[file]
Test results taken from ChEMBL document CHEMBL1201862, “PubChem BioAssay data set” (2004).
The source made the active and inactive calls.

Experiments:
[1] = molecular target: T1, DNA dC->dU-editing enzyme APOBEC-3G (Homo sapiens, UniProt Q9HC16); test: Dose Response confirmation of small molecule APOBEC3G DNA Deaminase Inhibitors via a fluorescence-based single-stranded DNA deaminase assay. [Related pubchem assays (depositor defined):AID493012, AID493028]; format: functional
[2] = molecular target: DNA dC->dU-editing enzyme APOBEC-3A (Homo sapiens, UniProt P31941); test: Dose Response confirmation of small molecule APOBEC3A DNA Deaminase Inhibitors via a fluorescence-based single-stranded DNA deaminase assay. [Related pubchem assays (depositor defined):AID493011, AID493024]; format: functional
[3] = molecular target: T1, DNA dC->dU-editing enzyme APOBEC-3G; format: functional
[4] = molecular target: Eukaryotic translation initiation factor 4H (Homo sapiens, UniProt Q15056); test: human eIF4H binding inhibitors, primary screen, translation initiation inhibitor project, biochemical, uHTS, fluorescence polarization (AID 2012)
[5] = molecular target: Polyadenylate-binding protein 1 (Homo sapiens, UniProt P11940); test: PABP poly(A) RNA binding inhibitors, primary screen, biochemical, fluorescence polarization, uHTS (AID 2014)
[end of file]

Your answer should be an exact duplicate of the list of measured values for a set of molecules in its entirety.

Test results taken from ChEMBL document CHEMBL1201862, “PubChem BioAssay data set” (2004).
The source made the active and inactive calls.

Experiments:
[1] = molecular target: T1, DNA dC->dU-editing enzyme APOBEC-3G (Homo sapiens, UniProt Q9HC16); test: Dose Response confirmation of small molecule APOBEC3G DNA Deaminase Inhibitors via a fluorescence-based single-stranded DNA deaminase assay. [Related pubchem assays (depositor defined):AID493012, AID493028]; format: functional
[2] = molecular target: DNA dC->dU-editing enzyme APOBEC-3A (Homo sapiens, UniProt P31941); test: Dose Response confirmation of small molecule APOBEC3A DNA Deaminase Inhibitors via a fluorescence-based single-stranded DNA deaminase assay. [Related pubchem assays (depositor defined):AID493011, AID493024]; format: functional
[3] = molecular target: T1, DNA dC->dU-editing enzyme APOBEC-3G; format: functional
[4] = molecular target: Eukaryotic translation initiation factor 4H (Homo sapiens, UniProt Q15056); test: human eIF4H binding inhibitors, primary screen, translation initiation inhibitor project, biochemical, uHTS, fluorescence polarization (AID 2012)
[5] = molecular target: Polyadenylate-binding protein 1 (Homo sapiens, UniProt P11940); test: PABP poly(A) RNA binding inhibitors, primary screen, biochemical, fluorescence polarization, uHTS (AID 2014)